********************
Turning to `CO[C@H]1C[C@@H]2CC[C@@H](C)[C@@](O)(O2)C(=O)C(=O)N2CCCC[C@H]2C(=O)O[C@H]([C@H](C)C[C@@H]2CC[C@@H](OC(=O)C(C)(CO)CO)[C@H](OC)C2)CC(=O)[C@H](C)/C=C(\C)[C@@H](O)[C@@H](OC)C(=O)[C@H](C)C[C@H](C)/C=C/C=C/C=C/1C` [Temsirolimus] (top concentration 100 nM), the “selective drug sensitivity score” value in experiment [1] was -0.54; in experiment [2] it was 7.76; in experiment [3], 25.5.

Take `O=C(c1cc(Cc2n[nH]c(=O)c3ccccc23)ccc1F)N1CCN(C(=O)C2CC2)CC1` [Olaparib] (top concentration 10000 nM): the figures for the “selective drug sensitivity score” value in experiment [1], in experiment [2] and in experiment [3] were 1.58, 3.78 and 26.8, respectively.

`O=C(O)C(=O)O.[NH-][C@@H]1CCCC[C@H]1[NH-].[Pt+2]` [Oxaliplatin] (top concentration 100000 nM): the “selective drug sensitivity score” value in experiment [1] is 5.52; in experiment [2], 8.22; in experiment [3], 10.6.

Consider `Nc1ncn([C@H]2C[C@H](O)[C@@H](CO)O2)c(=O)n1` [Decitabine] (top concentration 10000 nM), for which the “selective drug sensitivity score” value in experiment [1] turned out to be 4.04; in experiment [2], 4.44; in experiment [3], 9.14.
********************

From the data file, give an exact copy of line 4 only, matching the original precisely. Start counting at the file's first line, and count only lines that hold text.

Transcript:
Consider `Nc1ncn([C@H]2C[C@H](O)[C@@H](CO)O2)c(=O)n1` [Decitabine] (top concentration 10000 nM), for which the “selective drug sensitivity score” value in experiment [1] turned out to be 4.04; in experiment [2], 4.44; in experiment [3], 9.14.